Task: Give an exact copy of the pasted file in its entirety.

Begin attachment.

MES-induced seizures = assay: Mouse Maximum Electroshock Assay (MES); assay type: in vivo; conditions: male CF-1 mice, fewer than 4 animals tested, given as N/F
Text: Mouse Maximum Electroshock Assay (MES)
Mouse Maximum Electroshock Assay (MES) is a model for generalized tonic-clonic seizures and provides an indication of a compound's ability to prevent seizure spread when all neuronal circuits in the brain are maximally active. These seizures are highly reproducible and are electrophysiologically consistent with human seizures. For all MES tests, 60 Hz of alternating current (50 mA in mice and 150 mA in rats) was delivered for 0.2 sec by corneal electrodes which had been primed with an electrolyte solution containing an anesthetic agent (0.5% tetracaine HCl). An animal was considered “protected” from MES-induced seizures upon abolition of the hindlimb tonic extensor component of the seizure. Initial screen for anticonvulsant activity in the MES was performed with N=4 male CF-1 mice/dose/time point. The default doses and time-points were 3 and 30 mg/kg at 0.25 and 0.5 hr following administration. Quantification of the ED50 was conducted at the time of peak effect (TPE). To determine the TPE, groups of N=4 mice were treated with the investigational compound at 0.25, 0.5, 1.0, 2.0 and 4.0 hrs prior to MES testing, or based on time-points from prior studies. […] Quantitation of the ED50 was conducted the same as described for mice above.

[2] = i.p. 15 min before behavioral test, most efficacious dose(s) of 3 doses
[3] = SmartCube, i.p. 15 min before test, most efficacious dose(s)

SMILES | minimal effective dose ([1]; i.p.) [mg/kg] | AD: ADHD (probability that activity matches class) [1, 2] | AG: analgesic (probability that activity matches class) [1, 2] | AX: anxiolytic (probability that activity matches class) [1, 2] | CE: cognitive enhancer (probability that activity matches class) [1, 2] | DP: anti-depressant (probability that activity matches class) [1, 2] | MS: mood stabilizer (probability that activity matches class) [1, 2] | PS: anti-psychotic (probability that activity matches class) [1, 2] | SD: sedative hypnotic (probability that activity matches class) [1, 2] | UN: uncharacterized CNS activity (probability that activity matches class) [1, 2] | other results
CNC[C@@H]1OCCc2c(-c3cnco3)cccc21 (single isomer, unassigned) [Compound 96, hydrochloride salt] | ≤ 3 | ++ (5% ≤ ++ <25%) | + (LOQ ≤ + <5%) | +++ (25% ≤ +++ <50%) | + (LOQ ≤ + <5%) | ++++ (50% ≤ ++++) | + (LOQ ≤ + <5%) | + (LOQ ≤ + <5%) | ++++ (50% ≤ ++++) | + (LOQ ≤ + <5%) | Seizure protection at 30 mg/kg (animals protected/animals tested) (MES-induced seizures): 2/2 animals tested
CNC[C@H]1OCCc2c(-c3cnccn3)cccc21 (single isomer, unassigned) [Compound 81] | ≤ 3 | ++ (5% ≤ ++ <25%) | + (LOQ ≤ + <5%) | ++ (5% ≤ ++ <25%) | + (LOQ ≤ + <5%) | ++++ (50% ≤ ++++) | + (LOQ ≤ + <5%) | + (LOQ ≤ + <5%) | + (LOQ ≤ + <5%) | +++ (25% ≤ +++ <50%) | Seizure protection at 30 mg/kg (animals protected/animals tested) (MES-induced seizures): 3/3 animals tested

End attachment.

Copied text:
MES-induced seizures = assay: Mouse Maximum Electroshock Assay (MES); assay type: in vivo; conditions: male CF-1 mice, fewer than 4 animals tested, given as N/F
Text: Mouse Maximum Electroshock Assay (MES)
Mouse Maximum Electroshock Assay (MES) is a model for generalized tonic-clonic seizures and provides an indication of a compound's ability to prevent seizure spread when all neuronal circuits in the brain are maximally active. These seizures are highly reproducible and are electrophysiologically consistent with human seizures. For all MES tests, 60 Hz of alternating current (50 mA in mice and 150 mA in rats) was delivered for 0.2 sec by corneal electrodes which had been primed with an electrolyte solution containing an anesthetic agent (0.5% tetracaine HCl). An animal was considered “protected” from MES-induced seizures upon abolition of the hindlimb tonic extensor component of the seizure. Initial screen for anticonvulsant activity in the MES was performed with N=4 male CF-1 mice/dose/time point. The default doses and time-points were 3 and 30 mg/kg at 0.25 and 0.5 hr following administration. Quantification of the ED50 was conducted at the time of peak effect (TPE). To determine the TPE, groups of N=4 mice were treated with the investigational compound at 0.25, 0.5, 1.0, 2.0 and 4.0 hrs prior to MES testing, or based on time-points from prior studies. […] Quantitation of the ED50 was conducted the same as described for mice above.

[2] = i.p. 15 min before behavioral test, most efficacious dose(s) of 3 doses
[3] = SmartCube, i.p. 15 min before test, most efficacious dose(s)

SMILES | minimal effective dose ([1]; i.p.) [mg/kg] | AD: ADHD (probability that activity matches class) [1, 2] | AG: analgesic (probability that activity matches class) [1, 2] | AX: anxiolytic (probability that activity matches class) [1, 2] | CE: cognitive enhancer (probability that activity matches class) [1, 2] | DP: anti-depressant (probability that activity matches class) [1, 2] | MS: mood stabilizer (probability that activity matches class) [1, 2] | PS: anti-psychotic (probability that activity matches class) [1, 2] | SD: sedative hypnotic (probability that activity matches class) [1, 2] | UN: uncharacterized CNS activity (probability that activity matches class) [1, 2] | other results
CNC[C@@H]1OCCc2c(-c3cnco3)cccc21 (single isomer, unassigned) [Compound 96, hydrochloride salt] | ≤ 3 | ++ (5% ≤ ++ <25%) | + (LOQ ≤ + <5%) | +++ (25% ≤ +++ <50%) | + (LOQ ≤ + <5%) | ++++ (50% ≤ ++++) | + (LOQ ≤ + <5%) | + (LOQ ≤ + <5%) | ++++ (50% ≤ ++++) | + (LOQ ≤ + <5%) | Seizure protection at 30 mg/kg (animals protected/animals tested) (MES-induced seizures): 2/2 animals tested
CNC[C@H]1OCCc2c(-c3cnccn3)cccc21 (single isomer, unassigned) [Compound 81] | ≤ 3 | ++ (5% ≤ ++ <25%) | + (LOQ ≤ + <5%) | ++ (5% ≤ ++ <25%) | + (LOQ ≤ + <5%) | ++++ (50% ≤ ++++) | + (LOQ ≤ + <5%) | + (LOQ ≤ + <5%) | + (LOQ ≤ + <5%) | +++ (25% ≤ +++ <50%) | Seizure protection at 30 mg/kg (animals protected/animals tested) (MES-induced seizures): 3/3 animals tested